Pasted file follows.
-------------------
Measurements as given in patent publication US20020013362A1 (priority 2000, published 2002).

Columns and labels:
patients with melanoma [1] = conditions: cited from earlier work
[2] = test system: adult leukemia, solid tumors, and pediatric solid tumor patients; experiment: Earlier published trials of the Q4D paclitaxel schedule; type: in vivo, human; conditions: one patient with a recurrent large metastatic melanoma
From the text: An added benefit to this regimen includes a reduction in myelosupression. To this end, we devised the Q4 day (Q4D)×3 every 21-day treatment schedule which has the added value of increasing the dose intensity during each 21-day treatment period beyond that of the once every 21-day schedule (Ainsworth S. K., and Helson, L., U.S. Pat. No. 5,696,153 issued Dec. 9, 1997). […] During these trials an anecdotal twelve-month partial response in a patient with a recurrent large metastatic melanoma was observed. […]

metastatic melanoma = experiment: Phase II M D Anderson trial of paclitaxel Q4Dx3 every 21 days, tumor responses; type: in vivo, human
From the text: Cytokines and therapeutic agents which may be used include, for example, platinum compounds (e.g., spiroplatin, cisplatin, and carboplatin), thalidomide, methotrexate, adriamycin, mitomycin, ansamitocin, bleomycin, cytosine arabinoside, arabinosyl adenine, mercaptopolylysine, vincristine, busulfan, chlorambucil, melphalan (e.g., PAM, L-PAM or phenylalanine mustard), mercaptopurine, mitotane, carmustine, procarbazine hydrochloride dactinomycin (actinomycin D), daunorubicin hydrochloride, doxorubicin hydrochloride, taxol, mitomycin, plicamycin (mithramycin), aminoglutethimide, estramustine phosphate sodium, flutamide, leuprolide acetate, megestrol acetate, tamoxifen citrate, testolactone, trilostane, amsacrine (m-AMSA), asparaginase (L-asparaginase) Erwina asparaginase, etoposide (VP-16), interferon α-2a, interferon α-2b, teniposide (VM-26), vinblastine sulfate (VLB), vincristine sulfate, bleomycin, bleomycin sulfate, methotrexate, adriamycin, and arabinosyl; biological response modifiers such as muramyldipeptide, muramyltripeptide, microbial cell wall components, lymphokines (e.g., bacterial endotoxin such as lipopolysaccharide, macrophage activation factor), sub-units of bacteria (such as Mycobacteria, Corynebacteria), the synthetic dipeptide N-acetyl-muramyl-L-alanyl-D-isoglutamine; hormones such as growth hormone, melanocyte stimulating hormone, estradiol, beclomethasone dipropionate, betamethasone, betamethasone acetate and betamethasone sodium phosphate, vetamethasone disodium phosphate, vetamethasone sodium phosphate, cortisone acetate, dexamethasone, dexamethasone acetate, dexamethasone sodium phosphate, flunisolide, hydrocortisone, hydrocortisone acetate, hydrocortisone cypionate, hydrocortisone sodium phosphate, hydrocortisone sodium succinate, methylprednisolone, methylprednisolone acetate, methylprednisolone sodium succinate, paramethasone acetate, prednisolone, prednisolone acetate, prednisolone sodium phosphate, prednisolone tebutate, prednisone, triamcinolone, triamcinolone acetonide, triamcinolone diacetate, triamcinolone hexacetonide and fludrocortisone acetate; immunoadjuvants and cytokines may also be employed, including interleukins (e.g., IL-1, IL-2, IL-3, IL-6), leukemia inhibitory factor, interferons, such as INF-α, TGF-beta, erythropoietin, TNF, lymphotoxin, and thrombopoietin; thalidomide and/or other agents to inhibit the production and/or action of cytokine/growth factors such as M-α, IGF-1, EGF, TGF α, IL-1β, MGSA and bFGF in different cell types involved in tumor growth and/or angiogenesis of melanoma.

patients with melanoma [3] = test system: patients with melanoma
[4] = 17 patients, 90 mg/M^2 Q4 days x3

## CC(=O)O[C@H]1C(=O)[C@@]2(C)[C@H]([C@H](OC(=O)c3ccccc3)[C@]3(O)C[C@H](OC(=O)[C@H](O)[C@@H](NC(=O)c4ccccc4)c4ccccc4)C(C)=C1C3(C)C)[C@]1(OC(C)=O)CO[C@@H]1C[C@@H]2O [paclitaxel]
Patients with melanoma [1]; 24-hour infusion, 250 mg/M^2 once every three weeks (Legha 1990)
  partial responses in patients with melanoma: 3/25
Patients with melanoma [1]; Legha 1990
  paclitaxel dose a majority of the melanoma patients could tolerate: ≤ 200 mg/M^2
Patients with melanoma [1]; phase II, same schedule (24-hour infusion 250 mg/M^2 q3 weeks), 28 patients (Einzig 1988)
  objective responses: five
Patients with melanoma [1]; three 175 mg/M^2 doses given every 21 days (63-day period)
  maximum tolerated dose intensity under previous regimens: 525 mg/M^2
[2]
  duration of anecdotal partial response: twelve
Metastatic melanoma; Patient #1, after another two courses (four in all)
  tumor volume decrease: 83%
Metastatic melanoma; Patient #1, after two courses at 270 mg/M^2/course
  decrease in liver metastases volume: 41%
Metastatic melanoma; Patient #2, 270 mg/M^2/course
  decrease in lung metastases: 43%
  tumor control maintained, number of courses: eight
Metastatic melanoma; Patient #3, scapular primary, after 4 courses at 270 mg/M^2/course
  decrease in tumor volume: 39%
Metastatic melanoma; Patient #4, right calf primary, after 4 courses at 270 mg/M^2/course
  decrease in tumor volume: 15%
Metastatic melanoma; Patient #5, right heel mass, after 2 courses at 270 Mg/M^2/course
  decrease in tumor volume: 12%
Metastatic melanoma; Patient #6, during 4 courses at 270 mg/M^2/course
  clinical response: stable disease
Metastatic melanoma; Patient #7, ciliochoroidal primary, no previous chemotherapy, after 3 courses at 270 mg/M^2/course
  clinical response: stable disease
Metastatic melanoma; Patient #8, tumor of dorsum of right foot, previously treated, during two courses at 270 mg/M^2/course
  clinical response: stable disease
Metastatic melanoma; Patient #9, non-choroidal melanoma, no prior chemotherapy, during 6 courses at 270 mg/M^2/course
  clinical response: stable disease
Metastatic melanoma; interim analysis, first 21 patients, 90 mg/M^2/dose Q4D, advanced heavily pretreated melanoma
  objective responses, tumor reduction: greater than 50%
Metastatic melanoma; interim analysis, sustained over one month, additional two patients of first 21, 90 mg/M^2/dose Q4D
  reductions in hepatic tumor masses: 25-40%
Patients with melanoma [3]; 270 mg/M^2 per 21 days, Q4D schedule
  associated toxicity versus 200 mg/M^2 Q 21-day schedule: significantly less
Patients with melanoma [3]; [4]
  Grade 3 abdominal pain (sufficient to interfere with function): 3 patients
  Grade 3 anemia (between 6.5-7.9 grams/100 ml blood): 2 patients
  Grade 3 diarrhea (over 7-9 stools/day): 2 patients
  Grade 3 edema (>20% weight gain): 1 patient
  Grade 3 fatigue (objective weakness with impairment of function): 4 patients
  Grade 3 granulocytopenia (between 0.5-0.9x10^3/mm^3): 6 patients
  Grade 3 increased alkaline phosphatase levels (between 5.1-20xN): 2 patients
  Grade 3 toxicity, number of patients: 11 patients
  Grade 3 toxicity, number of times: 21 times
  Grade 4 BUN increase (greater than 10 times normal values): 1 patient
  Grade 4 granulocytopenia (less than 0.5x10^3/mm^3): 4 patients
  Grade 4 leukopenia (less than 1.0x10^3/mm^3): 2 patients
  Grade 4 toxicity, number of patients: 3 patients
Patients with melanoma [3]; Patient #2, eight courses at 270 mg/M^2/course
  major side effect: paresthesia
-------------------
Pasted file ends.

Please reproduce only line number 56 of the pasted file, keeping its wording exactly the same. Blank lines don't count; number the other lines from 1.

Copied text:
  Grade 3 toxicity, number of patients: 11 patients